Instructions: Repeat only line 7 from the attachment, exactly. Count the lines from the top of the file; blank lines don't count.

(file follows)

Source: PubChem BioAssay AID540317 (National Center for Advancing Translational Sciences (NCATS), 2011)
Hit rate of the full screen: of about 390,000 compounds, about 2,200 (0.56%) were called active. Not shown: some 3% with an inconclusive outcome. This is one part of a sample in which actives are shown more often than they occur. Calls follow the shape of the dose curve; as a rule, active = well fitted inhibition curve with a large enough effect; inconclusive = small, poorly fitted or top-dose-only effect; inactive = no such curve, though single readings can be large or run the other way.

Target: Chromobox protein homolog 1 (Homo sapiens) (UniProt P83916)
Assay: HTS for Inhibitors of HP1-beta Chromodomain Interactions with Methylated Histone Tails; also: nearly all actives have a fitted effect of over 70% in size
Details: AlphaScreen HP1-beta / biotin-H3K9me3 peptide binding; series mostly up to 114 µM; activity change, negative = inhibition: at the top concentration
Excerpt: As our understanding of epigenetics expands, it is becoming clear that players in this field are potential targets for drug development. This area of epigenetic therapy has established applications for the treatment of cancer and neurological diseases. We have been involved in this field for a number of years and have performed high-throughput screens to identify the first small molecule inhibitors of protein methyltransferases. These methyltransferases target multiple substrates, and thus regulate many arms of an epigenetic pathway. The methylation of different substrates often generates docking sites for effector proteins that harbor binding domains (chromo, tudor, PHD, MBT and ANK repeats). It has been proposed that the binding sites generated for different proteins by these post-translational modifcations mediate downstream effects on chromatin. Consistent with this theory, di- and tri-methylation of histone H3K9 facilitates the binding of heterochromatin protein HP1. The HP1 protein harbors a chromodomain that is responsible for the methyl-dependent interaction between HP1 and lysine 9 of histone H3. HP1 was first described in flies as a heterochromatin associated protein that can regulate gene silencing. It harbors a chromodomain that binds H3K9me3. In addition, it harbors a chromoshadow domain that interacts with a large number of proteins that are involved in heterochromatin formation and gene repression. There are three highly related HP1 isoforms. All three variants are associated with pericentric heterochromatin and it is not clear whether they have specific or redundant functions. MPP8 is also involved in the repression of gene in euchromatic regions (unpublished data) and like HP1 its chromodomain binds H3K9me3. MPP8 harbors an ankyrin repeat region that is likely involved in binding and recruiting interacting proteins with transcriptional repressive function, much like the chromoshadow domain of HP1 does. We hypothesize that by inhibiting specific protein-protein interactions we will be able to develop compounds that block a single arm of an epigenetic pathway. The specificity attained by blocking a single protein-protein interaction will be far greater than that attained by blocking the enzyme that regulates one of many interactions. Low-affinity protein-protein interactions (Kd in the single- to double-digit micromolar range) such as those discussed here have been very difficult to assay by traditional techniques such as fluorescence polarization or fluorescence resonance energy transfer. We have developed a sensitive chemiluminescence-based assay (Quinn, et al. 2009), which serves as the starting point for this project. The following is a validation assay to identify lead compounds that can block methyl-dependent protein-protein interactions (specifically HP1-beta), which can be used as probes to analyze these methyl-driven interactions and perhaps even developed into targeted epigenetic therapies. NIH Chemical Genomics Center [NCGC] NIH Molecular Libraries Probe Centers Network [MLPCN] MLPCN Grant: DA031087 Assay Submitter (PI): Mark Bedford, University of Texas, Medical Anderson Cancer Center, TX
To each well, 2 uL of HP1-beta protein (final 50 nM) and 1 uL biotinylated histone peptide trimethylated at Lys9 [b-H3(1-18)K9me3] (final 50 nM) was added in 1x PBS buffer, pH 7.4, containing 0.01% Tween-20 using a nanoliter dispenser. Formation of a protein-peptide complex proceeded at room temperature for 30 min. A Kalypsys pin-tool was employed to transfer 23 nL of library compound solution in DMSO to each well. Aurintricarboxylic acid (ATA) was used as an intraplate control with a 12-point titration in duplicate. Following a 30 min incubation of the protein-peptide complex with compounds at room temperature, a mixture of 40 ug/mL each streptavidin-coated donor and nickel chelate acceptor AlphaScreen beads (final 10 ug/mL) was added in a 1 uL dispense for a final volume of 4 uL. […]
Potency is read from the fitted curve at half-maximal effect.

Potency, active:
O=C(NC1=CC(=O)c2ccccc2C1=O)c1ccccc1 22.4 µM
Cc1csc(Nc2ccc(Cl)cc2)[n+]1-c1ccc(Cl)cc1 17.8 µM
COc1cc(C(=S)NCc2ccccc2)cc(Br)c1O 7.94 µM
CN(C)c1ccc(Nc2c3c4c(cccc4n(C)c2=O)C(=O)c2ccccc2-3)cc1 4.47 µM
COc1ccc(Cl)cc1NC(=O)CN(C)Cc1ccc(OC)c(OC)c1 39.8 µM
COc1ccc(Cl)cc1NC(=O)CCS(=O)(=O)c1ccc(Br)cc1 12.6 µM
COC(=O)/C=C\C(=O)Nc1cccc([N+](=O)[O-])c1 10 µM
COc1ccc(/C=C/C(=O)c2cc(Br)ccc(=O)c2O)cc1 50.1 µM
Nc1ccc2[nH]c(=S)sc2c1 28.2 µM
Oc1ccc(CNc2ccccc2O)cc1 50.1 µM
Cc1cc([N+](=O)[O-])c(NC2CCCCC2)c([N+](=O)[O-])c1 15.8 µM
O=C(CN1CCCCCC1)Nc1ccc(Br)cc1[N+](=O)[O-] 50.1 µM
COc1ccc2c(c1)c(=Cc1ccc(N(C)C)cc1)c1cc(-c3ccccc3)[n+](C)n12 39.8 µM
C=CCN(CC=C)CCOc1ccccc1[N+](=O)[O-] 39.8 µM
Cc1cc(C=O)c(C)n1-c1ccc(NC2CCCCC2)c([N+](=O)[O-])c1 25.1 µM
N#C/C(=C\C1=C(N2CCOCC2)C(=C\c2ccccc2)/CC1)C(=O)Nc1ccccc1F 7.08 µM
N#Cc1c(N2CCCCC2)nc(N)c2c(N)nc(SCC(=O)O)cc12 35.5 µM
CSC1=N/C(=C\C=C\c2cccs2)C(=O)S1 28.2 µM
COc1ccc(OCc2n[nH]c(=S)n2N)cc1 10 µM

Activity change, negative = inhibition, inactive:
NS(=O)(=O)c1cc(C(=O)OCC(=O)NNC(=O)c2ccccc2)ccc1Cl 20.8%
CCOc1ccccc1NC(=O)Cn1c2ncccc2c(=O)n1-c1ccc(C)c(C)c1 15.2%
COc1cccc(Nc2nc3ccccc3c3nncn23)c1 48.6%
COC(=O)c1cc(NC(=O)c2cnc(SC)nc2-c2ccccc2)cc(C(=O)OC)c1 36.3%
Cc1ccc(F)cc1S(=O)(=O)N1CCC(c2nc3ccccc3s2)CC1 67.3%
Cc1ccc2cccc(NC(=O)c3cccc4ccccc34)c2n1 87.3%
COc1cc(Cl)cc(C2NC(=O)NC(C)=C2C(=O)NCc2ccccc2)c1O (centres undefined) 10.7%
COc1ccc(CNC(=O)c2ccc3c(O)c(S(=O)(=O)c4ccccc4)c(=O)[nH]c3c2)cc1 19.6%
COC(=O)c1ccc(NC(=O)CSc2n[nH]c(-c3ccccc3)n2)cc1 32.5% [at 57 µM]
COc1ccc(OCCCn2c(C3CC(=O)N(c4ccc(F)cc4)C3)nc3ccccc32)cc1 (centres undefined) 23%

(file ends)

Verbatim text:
To each well, 2 uL of HP1-beta protein (final 50 nM) and 1 uL biotinylated histone peptide trimethylated at Lys9 [b-H3(1-18)K9me3] (final 50 nM) was added in 1x PBS buffer, pH 7.4, containing 0.01% Tween-20 using a nanoliter dispenser. Formation of a protein-peptide complex proceeded at room temperature for 30 min. A Kalypsys pin-tool was employed to transfer 23 nL of library compound solution in DMSO to each well. Aurintricarboxylic acid (ATA) was used as an intraplate control with a 12-point titration in duplicate. Following a 30 min incubation of the protein-peptide complex with compounds at room temperature, a mixture of 40 ug/mL each streptavidin-coated donor and nickel chelate acceptor AlphaScreen beads (final 10 ug/mL) was added in a 1 uL dispense for a final volume of 4 uL. […]